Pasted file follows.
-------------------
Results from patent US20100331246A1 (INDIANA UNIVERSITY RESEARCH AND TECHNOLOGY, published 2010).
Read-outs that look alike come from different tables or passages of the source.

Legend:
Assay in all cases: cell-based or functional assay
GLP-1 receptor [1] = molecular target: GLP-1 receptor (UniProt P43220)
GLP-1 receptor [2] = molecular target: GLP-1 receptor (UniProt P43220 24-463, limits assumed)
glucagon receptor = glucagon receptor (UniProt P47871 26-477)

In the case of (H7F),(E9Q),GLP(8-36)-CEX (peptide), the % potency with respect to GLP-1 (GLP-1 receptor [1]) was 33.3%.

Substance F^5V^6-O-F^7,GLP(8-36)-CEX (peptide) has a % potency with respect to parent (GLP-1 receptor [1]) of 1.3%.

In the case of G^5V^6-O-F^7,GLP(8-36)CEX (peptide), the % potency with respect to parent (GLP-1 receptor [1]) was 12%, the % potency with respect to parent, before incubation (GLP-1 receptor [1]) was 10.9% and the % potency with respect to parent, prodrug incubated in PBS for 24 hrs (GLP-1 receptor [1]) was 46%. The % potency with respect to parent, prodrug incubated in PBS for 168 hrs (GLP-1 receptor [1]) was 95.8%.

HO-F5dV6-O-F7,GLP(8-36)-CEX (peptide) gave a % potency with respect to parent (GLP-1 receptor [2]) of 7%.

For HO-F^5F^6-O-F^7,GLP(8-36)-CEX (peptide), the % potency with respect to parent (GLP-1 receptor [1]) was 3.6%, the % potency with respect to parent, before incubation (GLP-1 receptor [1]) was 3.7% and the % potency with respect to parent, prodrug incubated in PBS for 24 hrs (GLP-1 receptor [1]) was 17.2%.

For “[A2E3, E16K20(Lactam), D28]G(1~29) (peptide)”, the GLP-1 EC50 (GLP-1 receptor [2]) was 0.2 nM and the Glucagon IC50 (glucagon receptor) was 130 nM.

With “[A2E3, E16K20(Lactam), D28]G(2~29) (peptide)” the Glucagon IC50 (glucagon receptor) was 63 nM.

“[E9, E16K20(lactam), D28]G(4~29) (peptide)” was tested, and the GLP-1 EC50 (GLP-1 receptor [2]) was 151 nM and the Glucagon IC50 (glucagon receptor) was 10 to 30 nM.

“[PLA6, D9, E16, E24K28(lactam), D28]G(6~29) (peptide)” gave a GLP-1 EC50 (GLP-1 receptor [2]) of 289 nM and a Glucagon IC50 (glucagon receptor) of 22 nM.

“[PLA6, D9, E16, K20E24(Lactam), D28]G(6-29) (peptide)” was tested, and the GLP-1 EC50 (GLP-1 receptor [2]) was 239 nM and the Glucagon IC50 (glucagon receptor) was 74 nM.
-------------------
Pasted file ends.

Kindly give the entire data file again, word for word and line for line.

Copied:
Results from patent US20100331246A1 (INDIANA UNIVERSITY RESEARCH AND TECHNOLOGY, published 2010).
Read-outs that look alike come from different tables or passages of the source.

Legend:
Assay in all cases: cell-based or functional assay
GLP-1 receptor [1] = molecular target: GLP-1 receptor (UniProt P43220)
GLP-1 receptor [2] = molecular target: GLP-1 receptor (UniProt P43220 24-463, limits assumed)
glucagon receptor = glucagon receptor (UniProt P47871 26-477)

In the case of (H7F),(E9Q),GLP(8-36)-CEX (peptide), the % potency with respect to GLP-1 (GLP-1 receptor [1]) was 33.3%.

Substance F^5V^6-O-F^7,GLP(8-36)-CEX (peptide) has a % potency with respect to parent (GLP-1 receptor [1]) of 1.3%.

In the case of G^5V^6-O-F^7,GLP(8-36)CEX (peptide), the % potency with respect to parent (GLP-1 receptor [1]) was 12%, the % potency with respect to parent, before incubation (GLP-1 receptor [1]) was 10.9% and the % potency with respect to parent, prodrug incubated in PBS for 24 hrs (GLP-1 receptor [1]) was 46%. The % potency with respect to parent, prodrug incubated in PBS for 168 hrs (GLP-1 receptor [1]) was 95.8%.

HO-F5dV6-O-F7,GLP(8-36)-CEX (peptide) gave a % potency with respect to parent (GLP-1 receptor [2]) of 7%.

For HO-F^5F^6-O-F^7,GLP(8-36)-CEX (peptide), the % potency with respect to parent (GLP-1 receptor [1]) was 3.6%, the % potency with respect to parent, before incubation (GLP-1 receptor [1]) was 3.7% and the % potency with respect to parent, prodrug incubated in PBS for 24 hrs (GLP-1 receptor [1]) was 17.2%.

For “[A2E3, E16K20(Lactam), D28]G(1~29) (peptide)”, the GLP-1 EC50 (GLP-1 receptor [2]) was 0.2 nM and the Glucagon IC50 (glucagon receptor) was 130 nM.

With “[A2E3, E16K20(Lactam), D28]G(2~29) (peptide)” the Glucagon IC50 (glucagon receptor) was 63 nM.

“[E9, E16K20(lactam), D28]G(4~29) (peptide)” was tested, and the GLP-1 EC50 (GLP-1 receptor [2]) was 151 nM and the Glucagon IC50 (glucagon receptor) was 10 to 30 nM.

“[PLA6, D9, E16, E24K28(lactam), D28]G(6~29) (peptide)” gave a GLP-1 EC50 (GLP-1 receptor [2]) of 289 nM and a Glucagon IC50 (glucagon receptor) of 22 nM.

“[PLA6, D9, E16, K20E24(Lactam), D28]G(6-29) (peptide)” was tested, and the GLP-1 EC50 (GLP-1 receptor [2]) was 239 nM and the Glucagon IC50 (glucagon receptor) was 74 nM.